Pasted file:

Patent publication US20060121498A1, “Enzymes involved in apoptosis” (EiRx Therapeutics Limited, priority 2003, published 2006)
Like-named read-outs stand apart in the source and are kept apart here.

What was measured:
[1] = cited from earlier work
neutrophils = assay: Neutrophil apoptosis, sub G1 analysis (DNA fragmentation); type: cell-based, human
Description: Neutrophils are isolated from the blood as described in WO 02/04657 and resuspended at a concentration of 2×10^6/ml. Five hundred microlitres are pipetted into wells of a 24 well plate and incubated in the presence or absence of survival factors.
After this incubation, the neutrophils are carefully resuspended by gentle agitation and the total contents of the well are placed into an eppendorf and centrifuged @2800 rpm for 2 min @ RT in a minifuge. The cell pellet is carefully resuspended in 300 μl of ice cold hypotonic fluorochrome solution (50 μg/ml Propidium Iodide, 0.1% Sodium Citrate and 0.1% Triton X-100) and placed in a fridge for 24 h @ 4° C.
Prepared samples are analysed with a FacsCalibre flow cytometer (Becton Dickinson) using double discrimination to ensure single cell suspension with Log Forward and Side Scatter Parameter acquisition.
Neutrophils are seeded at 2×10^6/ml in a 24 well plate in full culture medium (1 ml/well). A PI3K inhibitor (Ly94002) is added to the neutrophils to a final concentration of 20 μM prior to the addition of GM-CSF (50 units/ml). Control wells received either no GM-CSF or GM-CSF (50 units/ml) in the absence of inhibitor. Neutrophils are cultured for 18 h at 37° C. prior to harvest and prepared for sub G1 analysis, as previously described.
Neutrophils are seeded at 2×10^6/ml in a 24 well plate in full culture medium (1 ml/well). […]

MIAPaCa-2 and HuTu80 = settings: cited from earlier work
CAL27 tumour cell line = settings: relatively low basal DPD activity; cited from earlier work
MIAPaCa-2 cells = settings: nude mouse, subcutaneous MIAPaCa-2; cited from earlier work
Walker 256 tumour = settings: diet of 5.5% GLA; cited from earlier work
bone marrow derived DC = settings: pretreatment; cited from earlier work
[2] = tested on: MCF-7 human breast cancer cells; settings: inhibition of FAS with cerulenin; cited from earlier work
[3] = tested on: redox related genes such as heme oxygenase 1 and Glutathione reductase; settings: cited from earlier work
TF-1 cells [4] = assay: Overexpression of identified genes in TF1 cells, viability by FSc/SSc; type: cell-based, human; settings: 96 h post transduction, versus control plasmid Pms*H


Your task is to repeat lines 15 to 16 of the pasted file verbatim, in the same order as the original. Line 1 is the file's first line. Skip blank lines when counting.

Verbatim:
bone marrow derived DC = settings: pretreatment; cited from earlier work
[2] = tested on: MCF-7 human breast cancer cells; settings: inhibition of FAS with cerulenin; cited from earlier work